Hickenlooper Responds To Indigenous Women’s Demand He End Bid For Senate
A day after winning a decisive victory in Colorado’s Democratic Senate primary race, John Hickenlooper responded to a letter from seven Indigenous women who are prominent in environmental advocacy and efforts to promote positive representations of Native American people.
They had demanded he exit the race for U.S. Senate.
Their appeal came two days before the June 30 primary election, in an open letter that called out Hickenlooper’s participation in an annual hunting competition in Wyoming, where he was photographed wearing a headdress and a scarf from the Eastern Shoshone tribe. The event is traditionally co-hosted by the governors of Colorado and Wyoming, and Hickenlooper participated multiple times, up until 2018. The hunting event is not open to women.
Some of the groups that signed onto the letter were vocal supporters of Hickenlooper’s primary opponent, Andrew Romanoff.
Kandi White, one of the letter’s authors, is with the Indigenous Environmental Network and said wearing a woman’s scarf on his head to denote he “lost” the hunting event, even though an Eastern Shoshone woman placed it on his head, was a “slap in the face.”
She teared up when talking to CPR News about it over the phone and said the image from 2012 made it look like Hickenlooper and the other men were “rubbing it in, of how they made something like this into a game.”
In an interview Wednesday with CPR’s Ryan Warner, Hickenlooper said the following: “That she would feel such anguish about it is certainly not good.” He added, “It's nothing that I would ever do again, recognizing that I would cause her that kind of anguish.”
Before the primary, Hickenlooper’s campaign had provided CPR a statement and people to speak on his behalf but did not make him available for an interview.
Rose Ann Abrahamson, a Shoshone-Bannock tribal citizen, did not sign onto the letter to Hickenlooper but responded to seeing the photographs. She called the event “demeaning” to Shoshone culture and took particular offense to the winners donning a war bonnet.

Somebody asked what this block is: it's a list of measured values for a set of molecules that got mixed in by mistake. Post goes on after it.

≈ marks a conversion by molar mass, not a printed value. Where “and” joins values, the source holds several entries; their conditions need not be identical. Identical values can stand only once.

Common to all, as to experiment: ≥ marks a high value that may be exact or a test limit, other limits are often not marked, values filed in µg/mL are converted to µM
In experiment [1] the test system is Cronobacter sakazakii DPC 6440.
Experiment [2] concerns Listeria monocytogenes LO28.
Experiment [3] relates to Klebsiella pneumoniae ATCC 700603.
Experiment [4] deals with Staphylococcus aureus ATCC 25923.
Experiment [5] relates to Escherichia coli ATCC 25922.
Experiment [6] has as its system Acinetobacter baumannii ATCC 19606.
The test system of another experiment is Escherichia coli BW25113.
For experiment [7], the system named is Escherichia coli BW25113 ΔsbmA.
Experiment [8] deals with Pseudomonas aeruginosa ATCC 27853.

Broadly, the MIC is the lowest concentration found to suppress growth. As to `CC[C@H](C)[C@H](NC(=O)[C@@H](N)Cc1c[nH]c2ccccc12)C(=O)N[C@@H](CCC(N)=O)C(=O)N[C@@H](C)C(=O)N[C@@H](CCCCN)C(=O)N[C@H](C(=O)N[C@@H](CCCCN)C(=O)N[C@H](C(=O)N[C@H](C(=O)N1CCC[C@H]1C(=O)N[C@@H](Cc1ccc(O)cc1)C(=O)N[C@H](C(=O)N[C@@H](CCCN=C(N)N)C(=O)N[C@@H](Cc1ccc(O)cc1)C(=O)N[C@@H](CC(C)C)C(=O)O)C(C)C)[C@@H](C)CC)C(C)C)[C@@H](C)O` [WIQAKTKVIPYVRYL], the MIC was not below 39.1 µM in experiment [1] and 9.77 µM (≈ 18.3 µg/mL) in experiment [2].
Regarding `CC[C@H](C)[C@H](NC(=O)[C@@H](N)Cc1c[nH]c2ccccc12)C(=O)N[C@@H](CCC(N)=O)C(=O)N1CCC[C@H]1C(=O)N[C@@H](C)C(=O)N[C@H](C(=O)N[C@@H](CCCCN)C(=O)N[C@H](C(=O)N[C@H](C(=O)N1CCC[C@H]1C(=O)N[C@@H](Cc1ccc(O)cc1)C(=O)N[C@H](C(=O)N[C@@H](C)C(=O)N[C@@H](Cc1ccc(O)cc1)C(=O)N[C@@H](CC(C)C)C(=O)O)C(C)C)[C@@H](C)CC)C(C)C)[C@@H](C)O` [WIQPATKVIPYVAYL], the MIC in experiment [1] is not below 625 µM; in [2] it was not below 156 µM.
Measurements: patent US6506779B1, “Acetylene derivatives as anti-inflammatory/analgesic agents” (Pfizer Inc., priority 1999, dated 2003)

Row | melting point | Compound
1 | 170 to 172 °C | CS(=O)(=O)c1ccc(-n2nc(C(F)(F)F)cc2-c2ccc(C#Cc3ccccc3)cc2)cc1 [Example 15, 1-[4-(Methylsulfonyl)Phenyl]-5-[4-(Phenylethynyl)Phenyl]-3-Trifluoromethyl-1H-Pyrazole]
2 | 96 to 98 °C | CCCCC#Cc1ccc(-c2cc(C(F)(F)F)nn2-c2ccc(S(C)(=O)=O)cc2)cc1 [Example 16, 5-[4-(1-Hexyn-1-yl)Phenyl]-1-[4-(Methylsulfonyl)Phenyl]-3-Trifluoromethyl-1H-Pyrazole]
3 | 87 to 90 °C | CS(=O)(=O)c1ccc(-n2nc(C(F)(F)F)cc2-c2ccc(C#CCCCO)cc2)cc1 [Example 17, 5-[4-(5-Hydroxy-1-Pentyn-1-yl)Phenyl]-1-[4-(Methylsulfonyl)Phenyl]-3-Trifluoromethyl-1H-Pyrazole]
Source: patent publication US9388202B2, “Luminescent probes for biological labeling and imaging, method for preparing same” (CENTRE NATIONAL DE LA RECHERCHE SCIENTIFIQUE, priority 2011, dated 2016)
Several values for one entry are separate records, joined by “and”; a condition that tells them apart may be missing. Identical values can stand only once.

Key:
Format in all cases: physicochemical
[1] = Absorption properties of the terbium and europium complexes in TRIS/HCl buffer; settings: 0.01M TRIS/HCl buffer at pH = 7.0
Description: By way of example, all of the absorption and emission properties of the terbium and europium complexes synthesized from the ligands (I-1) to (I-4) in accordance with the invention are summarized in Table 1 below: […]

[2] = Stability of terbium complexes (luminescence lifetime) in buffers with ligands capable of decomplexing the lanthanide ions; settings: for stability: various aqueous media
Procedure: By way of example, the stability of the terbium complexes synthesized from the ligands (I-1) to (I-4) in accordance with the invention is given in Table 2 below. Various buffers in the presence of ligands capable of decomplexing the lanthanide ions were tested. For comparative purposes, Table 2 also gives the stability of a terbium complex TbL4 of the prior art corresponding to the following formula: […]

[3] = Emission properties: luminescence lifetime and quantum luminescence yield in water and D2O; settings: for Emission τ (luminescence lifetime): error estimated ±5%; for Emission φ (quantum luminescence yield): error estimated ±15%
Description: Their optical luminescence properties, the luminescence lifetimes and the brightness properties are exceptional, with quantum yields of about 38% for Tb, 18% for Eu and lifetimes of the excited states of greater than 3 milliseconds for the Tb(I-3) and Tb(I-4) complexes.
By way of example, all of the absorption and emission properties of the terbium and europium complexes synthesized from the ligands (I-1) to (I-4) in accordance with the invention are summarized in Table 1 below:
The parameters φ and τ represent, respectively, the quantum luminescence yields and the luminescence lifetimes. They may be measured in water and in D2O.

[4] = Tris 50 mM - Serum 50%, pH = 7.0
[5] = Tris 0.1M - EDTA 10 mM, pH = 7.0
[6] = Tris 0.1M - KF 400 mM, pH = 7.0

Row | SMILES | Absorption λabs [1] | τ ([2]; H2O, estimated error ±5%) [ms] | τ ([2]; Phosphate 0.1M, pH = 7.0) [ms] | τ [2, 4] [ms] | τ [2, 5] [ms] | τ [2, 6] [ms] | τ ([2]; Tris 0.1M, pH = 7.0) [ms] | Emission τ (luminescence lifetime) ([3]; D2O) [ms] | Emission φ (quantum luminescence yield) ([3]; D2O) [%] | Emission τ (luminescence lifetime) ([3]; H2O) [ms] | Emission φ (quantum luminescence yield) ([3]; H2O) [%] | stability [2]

“It is a mockery. It is making fun of our most sacred items. It is sad to see people with great power make a mockery of our culture and it needs to stop.”
Hickenlooper said that the photograph showing him in a headdress, denoting his “victory” in the antelope hunt in 2018, was “a very complicated situation.”
“This was a longstanding traditional hunt,” Hickenlooper told CPR. “The headdress was placed on my head by the Hunt Chief, Chief Shoyo. Had I not allowed him to do that, he would have been offended.”
However, Arlen Shoyo, the elder who put it on his head, said in an interview Wednesday,
“That would be his choice … We wouldn’t push it. It’s not that he has to. It’s a person’s choice if he wants to wear it,” Shoyo said.
A spokeswoman for the Tribe said while some respected members are involved in the One Shot Antelope Hunt, the Tribe does not host the hunt nor provide any funding, though it does lend the war bonnet to Shoyo for use in the event.
Shoyo said the events around the hunt are not authentic Eastern Shoshone Tribal ceremonies and likened them more to a performance.
He said he and the other participants get compensated, though he added, “If I felt that it was a mockery of our tradition or whatever, I would certainly say something about it.”
Shoyo said the event is “all in good fun,” and he likes to meet new people and tell them about his culture. “We look at it as, you’re there, entertaining the people.”
With regard to future use of the headdress as part of the One Shot event, Shoyo said, “It's not a requirement that we put those on and maybe next year we say, ‘Okay, well, we wouldn't do that.' And it's our prerogative to if we want to do it or not.”
The women who signed the letter say it is cultural appropriation.
White said, “Of course the headdress bothers me. That's such disrespect and it's a sign of laughing at our traditions and our culture. In our times, you know, that was a big deal to be honored and awarded with a headdress. And it wasn't something that was to be turned into a game.”
Eleven Colorado governors have attended the One Shot Antelope Hunt dating back to 1941. Hickenlooper’s predecessor, Bill Ritter, told CPR he did not wear attire from the Eastern Shoshone Tribe. Hickenlooper and his supporters say as governor he strengthened relations between the state and Indigenous people, in part by being the first governor to apologize for the Sand Creek Massacre, and expanding the historic site to raise awareness of the massacre.
CPR’s Ryan Warner contributed to this report
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